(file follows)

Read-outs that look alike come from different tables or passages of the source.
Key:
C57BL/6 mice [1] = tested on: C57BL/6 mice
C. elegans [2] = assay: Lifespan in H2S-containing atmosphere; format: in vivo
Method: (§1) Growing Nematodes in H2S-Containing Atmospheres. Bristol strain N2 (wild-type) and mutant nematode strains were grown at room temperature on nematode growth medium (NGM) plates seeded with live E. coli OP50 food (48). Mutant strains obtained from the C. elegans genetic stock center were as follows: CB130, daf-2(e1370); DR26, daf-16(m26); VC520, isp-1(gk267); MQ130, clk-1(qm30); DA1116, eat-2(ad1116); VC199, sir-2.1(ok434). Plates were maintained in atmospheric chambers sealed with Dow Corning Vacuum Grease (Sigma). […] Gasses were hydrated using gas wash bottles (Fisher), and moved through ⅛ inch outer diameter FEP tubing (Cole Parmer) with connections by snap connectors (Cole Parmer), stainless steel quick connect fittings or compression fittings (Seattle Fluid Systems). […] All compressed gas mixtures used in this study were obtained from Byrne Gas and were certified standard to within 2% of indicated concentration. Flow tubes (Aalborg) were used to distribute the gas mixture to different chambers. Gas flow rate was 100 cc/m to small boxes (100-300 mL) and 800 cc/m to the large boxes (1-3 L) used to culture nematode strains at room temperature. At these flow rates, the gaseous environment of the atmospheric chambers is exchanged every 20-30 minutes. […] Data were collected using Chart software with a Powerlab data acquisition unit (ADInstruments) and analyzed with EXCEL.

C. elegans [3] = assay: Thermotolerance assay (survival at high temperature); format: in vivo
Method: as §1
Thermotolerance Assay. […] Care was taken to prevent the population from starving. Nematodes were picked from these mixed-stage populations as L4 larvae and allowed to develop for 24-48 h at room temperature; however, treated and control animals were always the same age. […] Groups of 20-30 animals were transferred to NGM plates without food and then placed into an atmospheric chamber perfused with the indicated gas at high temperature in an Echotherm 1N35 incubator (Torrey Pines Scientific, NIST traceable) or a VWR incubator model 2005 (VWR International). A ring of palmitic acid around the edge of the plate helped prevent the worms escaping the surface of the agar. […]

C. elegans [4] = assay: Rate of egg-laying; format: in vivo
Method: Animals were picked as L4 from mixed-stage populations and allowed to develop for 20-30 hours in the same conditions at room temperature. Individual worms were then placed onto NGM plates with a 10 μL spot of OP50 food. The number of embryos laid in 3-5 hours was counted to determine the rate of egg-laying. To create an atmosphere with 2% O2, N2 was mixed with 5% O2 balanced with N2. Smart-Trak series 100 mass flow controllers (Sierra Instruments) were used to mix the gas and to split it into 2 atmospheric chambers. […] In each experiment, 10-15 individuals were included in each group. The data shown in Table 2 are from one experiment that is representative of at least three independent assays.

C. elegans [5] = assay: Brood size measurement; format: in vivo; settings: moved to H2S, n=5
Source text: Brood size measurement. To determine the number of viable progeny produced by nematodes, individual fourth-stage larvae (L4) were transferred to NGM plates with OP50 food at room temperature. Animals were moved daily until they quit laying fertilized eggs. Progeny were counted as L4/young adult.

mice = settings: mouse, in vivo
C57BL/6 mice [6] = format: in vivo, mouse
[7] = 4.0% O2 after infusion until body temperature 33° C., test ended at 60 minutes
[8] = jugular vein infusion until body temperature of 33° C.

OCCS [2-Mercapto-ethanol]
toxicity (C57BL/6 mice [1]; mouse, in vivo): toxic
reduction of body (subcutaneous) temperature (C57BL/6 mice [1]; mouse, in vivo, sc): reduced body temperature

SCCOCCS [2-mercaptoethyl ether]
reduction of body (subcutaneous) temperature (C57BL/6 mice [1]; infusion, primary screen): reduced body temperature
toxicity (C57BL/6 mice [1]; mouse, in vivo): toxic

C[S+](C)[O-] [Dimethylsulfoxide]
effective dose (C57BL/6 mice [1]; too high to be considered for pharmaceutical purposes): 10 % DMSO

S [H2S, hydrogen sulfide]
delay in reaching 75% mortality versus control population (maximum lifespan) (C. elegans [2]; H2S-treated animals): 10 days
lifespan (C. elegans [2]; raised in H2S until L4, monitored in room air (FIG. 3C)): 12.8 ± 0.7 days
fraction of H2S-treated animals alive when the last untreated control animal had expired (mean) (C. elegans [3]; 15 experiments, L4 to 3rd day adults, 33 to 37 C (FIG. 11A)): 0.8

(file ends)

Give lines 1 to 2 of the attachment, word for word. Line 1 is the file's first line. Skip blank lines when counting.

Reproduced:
Read-outs that look alike come from different tables or passages of the source.
Key: